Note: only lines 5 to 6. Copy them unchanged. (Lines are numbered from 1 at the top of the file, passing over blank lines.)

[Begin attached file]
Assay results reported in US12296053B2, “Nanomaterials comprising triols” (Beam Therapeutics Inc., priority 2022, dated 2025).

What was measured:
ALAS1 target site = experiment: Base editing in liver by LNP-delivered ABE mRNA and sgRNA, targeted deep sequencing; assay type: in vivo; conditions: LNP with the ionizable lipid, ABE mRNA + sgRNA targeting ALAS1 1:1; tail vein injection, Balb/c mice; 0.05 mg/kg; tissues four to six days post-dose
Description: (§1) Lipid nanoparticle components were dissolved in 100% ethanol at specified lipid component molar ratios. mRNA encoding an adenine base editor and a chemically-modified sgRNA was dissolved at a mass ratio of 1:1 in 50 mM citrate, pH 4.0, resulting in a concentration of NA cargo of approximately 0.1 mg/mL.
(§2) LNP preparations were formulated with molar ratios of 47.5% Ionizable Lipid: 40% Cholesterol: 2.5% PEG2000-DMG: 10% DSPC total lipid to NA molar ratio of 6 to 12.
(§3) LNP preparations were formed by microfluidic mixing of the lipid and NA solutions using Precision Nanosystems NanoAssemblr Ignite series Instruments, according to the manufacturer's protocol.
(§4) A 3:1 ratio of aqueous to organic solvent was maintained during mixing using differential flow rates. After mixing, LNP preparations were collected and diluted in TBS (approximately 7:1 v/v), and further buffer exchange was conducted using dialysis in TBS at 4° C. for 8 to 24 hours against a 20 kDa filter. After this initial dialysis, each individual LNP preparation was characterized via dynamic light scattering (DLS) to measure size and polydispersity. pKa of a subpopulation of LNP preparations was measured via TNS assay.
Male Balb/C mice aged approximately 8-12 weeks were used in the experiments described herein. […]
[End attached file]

(§2) LNP preparations were formulated with molar ratios of 47.5% Ionizable Lipid: 40% Cholesterol: 2.5% PEG2000-DMG: 10% DSPC total lipid to NA molar ratio of 6 to 12.
(§3) LNP preparations were formed by microfluidic mixing of the lipid and NA solutions using Precision Nanosystems NanoAssemblr Ignite series Instruments, according to the manufacturer's protocol.